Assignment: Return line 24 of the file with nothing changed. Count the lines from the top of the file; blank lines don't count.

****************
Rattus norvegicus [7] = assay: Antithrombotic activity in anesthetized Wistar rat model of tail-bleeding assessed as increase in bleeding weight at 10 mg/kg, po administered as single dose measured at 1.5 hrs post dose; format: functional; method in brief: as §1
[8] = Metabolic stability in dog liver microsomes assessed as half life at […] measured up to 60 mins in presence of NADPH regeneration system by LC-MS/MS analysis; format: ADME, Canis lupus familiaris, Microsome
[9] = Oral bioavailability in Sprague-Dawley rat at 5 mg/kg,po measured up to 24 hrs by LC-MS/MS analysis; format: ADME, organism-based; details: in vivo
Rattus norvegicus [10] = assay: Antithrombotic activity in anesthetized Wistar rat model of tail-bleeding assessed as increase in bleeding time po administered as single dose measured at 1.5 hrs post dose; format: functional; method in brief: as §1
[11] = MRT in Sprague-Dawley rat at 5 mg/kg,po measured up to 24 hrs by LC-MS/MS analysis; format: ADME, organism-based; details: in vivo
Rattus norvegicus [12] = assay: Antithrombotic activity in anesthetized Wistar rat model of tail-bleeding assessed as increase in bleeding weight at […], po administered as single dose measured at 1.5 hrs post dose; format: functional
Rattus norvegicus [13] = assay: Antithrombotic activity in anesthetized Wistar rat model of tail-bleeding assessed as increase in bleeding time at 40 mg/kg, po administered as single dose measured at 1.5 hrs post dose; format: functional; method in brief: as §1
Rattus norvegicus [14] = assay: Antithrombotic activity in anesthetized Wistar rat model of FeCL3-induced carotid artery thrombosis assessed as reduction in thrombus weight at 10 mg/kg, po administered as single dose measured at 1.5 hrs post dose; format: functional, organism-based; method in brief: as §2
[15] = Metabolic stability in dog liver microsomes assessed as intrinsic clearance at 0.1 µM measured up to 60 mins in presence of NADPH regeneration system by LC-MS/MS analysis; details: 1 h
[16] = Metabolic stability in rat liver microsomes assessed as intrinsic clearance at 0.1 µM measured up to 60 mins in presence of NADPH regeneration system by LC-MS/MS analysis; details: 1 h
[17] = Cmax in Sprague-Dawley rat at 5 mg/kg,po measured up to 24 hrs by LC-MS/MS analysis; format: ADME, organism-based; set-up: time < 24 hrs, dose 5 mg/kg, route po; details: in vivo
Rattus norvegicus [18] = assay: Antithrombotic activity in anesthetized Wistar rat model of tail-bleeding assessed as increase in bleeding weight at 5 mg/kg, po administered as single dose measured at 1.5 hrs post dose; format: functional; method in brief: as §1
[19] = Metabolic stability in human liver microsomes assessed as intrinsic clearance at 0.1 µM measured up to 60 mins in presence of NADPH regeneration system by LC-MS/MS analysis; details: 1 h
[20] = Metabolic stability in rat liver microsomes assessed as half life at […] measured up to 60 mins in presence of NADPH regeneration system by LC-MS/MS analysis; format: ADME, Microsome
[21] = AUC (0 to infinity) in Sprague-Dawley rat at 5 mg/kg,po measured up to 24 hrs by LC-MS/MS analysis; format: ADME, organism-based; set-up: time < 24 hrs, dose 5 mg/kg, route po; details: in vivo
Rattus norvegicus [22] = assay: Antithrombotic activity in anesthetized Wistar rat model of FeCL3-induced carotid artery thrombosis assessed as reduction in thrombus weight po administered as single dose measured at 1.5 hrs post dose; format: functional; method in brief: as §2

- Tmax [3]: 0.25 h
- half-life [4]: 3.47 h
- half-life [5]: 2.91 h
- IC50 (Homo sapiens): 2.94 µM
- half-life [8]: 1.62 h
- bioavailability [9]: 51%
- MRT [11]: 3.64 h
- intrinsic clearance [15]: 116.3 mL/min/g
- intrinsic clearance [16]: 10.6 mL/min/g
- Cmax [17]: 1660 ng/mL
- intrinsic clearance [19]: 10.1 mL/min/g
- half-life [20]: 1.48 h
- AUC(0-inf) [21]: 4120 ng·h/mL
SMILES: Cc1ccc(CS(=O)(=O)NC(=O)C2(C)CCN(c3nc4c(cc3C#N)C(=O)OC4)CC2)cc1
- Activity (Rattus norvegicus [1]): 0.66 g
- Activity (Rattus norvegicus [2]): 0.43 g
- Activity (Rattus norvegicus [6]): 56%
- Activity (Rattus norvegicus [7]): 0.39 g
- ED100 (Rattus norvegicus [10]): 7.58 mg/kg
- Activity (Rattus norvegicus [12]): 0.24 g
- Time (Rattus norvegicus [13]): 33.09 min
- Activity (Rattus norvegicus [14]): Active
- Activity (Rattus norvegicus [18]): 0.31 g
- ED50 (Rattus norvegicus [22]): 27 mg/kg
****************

- intrinsic clearance [15]: 116.3 mL/min/g